Leading from behind: An ethnographic study of business diplomacy in the making of free trade agreements in New Zealand

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dc.contributor.advisor Jackson, B en
dc.contributor.advisor Shore, C en
dc.contributor.author Maher, Sasha en
dc.date.accessioned 2012-08-14T22:45:59Z en
dc.date.issued 2012 en
dc.identifier.uri http://hdl.handle.net/2292/19444 en
dc.description.abstract This thesis draws together theoretical strands from the literatures on international political economy, governmentality and the anthropology of policy to examine business engagement in the making of free trade agreements (FTAs) and trade policy in New Zealand. A small state, heavily dependent on the export of agricultural products, New Zealand, is considered a world leader in trade liberalisation and has been vociferous in its promotion of neoliberal trade principles since it began to open its borders in 1984. An assumption in the trade literature is that business, primarily motivated by profit, is at the forefront of pushing governments into free trade deals. Through a multi-sited ethnographic study of an informal business-government network undertaken over the course of eighteen months, I test that assumption and inquire into why business actors appear so keen to perform diplomatic functions. Using first-hand empirical fieldwork with actors who are active in the longstanding quest to obtain an FTA with the United States, the study seeks to open up the "black box" of business diplomacy and the rarely explored world of international trade negotiations. Known as the Trans-Pacific Partnership Agreement, or TPP, New Zealand began discussions with the United States in the late 1990s, but only in 2008 did they enter into formal negotiations. The thesis tracks both the history of the TPP and subsequent developments in the negotiation rounds. A key finding from the thesis is that a form of economic nationalism, encapsulated in the term "NZ Inc", is being used to mobilise support from business for its trade policy initiatives. Business does not dictate the terms of FTAs; in New Zealand, the state steers the momentum for free trade. FTAs such as the TPP signal the state's preeminent role in trade policy-making but also highlight the state's tentative grip on sovereignty. By analysing the transformation of the state in an era of deepening economic integration, this thesis also contributes to debates in anthropology and business studies on the significance of leadership, diplomacy and soft power and how these concepts relate to new kinds of transnational subjects and spaces that are emerging in the interstices of power. en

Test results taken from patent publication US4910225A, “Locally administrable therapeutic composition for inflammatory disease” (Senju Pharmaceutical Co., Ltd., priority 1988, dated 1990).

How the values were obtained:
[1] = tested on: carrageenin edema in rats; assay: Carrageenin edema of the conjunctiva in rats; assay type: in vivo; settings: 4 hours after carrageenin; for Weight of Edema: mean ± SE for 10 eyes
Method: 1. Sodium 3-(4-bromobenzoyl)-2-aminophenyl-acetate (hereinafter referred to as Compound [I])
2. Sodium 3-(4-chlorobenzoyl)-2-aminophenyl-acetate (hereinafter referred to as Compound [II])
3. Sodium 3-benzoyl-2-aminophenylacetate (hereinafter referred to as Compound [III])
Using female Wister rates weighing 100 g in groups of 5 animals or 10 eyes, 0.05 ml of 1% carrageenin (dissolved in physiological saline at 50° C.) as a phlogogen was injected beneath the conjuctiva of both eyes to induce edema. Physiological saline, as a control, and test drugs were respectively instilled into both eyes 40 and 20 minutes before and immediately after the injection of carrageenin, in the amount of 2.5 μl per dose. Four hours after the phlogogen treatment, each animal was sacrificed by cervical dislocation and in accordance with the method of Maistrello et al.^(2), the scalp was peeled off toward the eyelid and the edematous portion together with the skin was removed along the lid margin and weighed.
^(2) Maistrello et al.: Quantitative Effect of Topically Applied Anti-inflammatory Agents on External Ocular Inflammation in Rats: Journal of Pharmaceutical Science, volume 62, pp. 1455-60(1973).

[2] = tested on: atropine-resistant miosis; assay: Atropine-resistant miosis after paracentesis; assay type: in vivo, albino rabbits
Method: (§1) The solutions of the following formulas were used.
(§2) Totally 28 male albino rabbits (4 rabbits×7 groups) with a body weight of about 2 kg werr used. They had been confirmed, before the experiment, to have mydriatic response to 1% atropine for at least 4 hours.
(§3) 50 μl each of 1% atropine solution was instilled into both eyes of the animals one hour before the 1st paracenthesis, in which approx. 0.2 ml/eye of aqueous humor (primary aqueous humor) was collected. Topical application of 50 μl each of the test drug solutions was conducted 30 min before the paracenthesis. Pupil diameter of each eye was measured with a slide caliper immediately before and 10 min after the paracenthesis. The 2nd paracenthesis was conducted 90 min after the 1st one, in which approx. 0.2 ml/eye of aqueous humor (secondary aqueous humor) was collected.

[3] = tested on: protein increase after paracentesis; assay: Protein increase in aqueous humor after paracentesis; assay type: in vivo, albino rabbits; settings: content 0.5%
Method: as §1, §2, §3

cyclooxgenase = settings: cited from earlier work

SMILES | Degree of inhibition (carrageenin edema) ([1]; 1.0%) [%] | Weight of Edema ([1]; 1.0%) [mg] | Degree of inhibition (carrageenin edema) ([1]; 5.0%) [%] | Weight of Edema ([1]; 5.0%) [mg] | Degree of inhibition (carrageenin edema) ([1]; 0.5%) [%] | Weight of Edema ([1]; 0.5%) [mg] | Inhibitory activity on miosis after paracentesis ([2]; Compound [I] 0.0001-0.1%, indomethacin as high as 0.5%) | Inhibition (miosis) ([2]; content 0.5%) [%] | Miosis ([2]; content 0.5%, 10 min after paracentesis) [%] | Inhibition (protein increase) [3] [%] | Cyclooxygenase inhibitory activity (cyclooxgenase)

dc.publisher ResearchSpace@Auckland en
dc.relation.ispartof PhD Thesis - University of Auckland en
dc.rights Items in ResearchSpace are protected by copyright, with all rights reserved, unless otherwise indicated. Previously published items are made available in accordance with the copyright policy of the publisher. en
dc.rights.uri https://researchspace.auckland.ac.nz/docs/uoa-docs/rights.htm en
dc.rights.uri http://creativecommons.org/licenses/by-nc-sa/3.0/nz/ en
dc.title Leading from behind: An ethnographic study of business diplomacy in the making of free trade agreements in New Zealand en
dc.type Thesis en
thesis.degree.grantor The University of Auckland en
thesis.degree.level Doctoral en
thesis.degree.name PhD en
dc.rights.holder Copyright: The author en
pubs.author-url http://hdl.handle.net/2292/19444 en
dc.rights.accessrights http://purl.org/eprint/accessRights/OpenAccess en
pubs.elements-id 360176 en
pubs.record-created-at-source-date 2012-08-15 en

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